Have a look at this excellent exchange between Grayson Perry and Martin Amis in the current New Statesman.
That 'happiness writes white' is not a view expressed by Maupassant (as Amis, or the person who transcribed the interview, seems to think). It was another Frenchman, Henry de Montherlant (1895-1972) in his Don Juan ('Le bonheur écrit à l'encre blanche sur des pages blanches.')
It's a line often quoted, and almost as often misquoted, or partially quoted, and misattributed.
Montherlant is tricky. Homosexual (but, as somebody one described another celebrated writer, 'the wrong kind of homosexual'), pro-Nazi and ferociously misogynistic, he wouldn't be one's first choice for a convivial dinner party.
Just as Tournier's sidelining for the Nobel has been attributed by at least one journalist to the troubling content of his greatest novel Le roi des Aulnes (paedophilia, fetishism, Nazis), Montherlant doesn't stand up well to modern scrutiny. But then which writers of the past do? The great ones are always nasty pieces of work compared to the enlightened scribblers de nos jours. None of them pass muster - drunks and junkies, racists and women-haters, brutes all of 'em, and not just the chaps. I'd rather have lunch with Philip Larkin than Ayn Rand, for example. I'd rather have lunch with anyone than Ayn Rand.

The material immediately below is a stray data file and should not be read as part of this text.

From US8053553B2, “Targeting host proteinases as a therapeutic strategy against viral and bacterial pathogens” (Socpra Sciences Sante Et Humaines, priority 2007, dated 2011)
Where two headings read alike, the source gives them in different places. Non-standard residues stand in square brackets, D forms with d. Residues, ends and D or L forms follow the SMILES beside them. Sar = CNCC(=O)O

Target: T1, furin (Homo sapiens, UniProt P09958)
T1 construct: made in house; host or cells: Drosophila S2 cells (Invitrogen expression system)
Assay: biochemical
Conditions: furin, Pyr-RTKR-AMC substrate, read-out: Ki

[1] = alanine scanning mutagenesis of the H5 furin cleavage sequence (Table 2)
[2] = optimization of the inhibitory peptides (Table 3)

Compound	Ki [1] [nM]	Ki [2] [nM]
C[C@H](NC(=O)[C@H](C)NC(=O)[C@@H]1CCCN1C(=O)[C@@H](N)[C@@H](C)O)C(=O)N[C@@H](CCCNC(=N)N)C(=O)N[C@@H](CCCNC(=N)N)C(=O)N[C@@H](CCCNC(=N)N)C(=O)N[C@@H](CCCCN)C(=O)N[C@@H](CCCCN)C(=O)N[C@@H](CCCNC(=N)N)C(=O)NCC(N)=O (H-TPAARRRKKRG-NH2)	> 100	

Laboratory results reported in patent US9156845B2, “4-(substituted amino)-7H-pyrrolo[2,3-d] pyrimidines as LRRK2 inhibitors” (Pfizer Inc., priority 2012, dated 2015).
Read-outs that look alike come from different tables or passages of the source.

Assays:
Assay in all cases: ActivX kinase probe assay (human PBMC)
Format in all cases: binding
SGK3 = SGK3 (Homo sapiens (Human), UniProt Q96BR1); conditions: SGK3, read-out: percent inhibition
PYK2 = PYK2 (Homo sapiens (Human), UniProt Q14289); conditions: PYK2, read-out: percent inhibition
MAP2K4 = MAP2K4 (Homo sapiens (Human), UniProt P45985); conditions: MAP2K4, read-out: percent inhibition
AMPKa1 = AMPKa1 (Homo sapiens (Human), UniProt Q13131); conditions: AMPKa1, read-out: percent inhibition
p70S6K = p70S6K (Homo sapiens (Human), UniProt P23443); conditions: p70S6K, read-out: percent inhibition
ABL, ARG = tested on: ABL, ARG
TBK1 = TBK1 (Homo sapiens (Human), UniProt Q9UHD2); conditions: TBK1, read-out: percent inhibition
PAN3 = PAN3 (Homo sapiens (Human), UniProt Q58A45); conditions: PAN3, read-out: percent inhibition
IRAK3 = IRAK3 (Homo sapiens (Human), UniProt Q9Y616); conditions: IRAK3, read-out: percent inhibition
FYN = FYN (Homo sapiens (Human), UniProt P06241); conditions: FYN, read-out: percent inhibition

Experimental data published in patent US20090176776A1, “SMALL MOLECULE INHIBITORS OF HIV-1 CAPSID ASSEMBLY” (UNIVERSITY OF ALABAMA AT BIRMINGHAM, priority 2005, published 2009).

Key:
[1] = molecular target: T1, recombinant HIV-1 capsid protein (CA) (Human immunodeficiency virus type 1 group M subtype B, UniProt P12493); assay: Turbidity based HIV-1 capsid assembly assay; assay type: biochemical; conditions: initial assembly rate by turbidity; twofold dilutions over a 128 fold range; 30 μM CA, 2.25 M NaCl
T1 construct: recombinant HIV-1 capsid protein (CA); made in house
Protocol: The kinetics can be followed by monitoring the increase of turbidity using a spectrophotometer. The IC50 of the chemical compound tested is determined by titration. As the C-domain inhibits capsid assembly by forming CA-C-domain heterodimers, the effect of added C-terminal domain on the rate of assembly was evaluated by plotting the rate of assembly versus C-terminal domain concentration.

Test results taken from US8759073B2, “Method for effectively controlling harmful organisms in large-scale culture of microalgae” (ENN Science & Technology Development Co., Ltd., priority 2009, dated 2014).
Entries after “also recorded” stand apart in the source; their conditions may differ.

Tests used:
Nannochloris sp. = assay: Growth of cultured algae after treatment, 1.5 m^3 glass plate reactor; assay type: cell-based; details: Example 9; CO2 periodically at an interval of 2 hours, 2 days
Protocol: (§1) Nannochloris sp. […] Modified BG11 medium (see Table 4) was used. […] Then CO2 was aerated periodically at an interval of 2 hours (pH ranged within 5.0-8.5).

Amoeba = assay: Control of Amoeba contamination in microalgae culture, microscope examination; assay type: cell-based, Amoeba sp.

Grayson Perry writes persuasively in the New Statesman (which he also guest edits) about what he calls the Default Male (white, middle-aged, middle-class) and the decline of that privileged hegemony. I can't find much to fault in his argument - but wonder, not unreasonably if there's a female equivalent. If such a thing exists - and it unquestionably does - it, or rather she, might equally benefit from a thoughtful deconstruction. Perry's point is that the perspective of the Default Male can no longer reasonably be deemed normative (although this is surely nothing new). I can't help but observe that as society and cultural fragments into individual narratives (in which a clever transvestite potter from Essex has, and rightly, the same or greater access to public discourse as the Foreign Secretary), we stand to gain a great deal, but to lose something else - the assumptions by dead white men that underlie the formation of our Welfare State.